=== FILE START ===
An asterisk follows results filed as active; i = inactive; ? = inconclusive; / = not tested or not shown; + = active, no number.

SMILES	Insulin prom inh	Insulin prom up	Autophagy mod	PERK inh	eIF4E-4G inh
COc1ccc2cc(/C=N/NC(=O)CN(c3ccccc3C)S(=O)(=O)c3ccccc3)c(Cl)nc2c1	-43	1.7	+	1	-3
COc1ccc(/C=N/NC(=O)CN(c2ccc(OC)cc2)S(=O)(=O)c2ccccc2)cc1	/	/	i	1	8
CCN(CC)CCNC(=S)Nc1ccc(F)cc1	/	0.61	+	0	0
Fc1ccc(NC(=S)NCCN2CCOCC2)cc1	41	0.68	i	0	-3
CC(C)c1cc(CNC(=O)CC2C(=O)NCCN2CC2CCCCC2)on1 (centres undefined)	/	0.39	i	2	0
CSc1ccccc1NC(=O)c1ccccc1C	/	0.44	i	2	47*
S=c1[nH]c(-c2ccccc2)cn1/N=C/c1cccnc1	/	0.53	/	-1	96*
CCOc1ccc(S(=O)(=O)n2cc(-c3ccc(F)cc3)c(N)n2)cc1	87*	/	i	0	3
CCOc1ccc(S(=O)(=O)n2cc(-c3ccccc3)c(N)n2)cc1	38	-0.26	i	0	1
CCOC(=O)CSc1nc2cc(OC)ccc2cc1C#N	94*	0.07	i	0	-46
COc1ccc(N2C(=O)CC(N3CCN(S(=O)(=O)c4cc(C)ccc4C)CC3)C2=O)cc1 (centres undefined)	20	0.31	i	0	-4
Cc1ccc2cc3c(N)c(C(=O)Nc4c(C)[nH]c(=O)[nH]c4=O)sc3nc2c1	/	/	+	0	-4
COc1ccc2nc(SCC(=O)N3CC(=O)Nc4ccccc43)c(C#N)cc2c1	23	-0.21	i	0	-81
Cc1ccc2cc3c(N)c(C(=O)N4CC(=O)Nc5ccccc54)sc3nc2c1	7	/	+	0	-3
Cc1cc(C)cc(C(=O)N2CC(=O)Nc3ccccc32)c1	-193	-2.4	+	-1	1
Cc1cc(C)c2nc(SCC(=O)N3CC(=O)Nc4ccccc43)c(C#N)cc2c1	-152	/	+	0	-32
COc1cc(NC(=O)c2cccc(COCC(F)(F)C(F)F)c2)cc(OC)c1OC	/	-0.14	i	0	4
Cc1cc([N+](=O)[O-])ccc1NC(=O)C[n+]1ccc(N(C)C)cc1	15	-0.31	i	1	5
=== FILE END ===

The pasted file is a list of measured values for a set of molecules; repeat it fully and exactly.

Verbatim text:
An asterisk follows results filed as active; i = inactive; ? = inconclusive; / = not tested or not shown; + = active, no number.

SMILES	Insulin prom inh	Insulin prom up	Autophagy mod	PERK inh	eIF4E-4G inh
COc1ccc2cc(/C=N/NC(=O)CN(c3ccccc3C)S(=O)(=O)c3ccccc3)c(Cl)nc2c1	-43	1.7	+	1	-3
COc1ccc(/C=N/NC(=O)CN(c2ccc(OC)cc2)S(=O)(=O)c2ccccc2)cc1	/	/	i	1	8
CCN(CC)CCNC(=S)Nc1ccc(F)cc1	/	0.61	+	0	0
Fc1ccc(NC(=S)NCCN2CCOCC2)cc1	41	0.68	i	0	-3
CC(C)c1cc(CNC(=O)CC2C(=O)NCCN2CC2CCCCC2)on1 (centres undefined)	/	0.39	i	2	0
CSc1ccccc1NC(=O)c1ccccc1C	/	0.44	i	2	47*
S=c1[nH]c(-c2ccccc2)cn1/N=C/c1cccnc1	/	0.53	/	-1	96*
CCOc1ccc(S(=O)(=O)n2cc(-c3ccc(F)cc3)c(N)n2)cc1	87*	/	i	0	3
CCOc1ccc(S(=O)(=O)n2cc(-c3ccccc3)c(N)n2)cc1	38	-0.26	i	0	1
CCOC(=O)CSc1nc2cc(OC)ccc2cc1C#N	94*	0.07	i	0	-46
COc1ccc(N2C(=O)CC(N3CCN(S(=O)(=O)c4cc(C)ccc4C)CC3)C2=O)cc1 (centres undefined)	20	0.31	i	0	-4
Cc1ccc2cc3c(N)c(C(=O)Nc4c(C)[nH]c(=O)[nH]c4=O)sc3nc2c1	/	/	+	0	-4
COc1ccc2nc(SCC(=O)N3CC(=O)Nc4ccccc43)c(C#N)cc2c1	23	-0.21	i	0	-81
Cc1ccc2cc3c(N)c(C(=O)N4CC(=O)Nc5ccccc54)sc3nc2c1	7	/	+	0	-3
Cc1cc(C)cc(C(=O)N2CC(=O)Nc3ccccc32)c1	-193	-2.4	+	-1	1
Cc1cc(C)c2nc(SCC(=O)N3CC(=O)Nc4ccccc43)c(C#N)cc2c1	-152	/	+	0	-32
COc1cc(NC(=O)c2cccc(COCC(F)(F)C(F)F)c2)cc(OC)c1OC	/	-0.14	i	0	4
Cc1cc([N+](=O)[O-])ccc1NC(=O)C[n+]1ccc(N(C)C)cc1	15	-0.31	i	1	5